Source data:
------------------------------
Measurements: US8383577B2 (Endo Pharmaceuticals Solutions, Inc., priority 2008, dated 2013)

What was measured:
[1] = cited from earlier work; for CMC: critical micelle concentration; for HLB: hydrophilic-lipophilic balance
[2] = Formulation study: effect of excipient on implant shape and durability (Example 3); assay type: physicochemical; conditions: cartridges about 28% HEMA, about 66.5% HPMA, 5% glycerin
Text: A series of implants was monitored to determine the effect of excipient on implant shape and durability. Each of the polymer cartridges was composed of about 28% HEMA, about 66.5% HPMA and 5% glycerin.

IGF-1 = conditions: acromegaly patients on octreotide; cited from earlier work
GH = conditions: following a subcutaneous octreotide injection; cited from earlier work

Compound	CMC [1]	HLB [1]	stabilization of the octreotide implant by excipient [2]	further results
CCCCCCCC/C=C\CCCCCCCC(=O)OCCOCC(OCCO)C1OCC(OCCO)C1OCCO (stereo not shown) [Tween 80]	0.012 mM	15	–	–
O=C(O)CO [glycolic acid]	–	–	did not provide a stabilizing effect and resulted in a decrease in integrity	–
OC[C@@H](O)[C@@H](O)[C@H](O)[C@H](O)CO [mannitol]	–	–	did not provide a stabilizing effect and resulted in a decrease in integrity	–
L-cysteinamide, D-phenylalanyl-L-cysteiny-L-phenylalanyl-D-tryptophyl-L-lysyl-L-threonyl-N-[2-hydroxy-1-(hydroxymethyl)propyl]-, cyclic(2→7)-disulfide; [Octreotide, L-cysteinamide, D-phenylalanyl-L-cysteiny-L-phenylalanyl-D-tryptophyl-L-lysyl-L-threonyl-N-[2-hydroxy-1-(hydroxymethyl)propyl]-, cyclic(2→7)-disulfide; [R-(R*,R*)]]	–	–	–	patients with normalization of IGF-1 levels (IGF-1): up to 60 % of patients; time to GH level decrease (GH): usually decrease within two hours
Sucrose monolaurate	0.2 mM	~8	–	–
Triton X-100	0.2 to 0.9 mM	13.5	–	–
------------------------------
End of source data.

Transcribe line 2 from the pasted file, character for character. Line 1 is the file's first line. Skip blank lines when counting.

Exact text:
What was measured: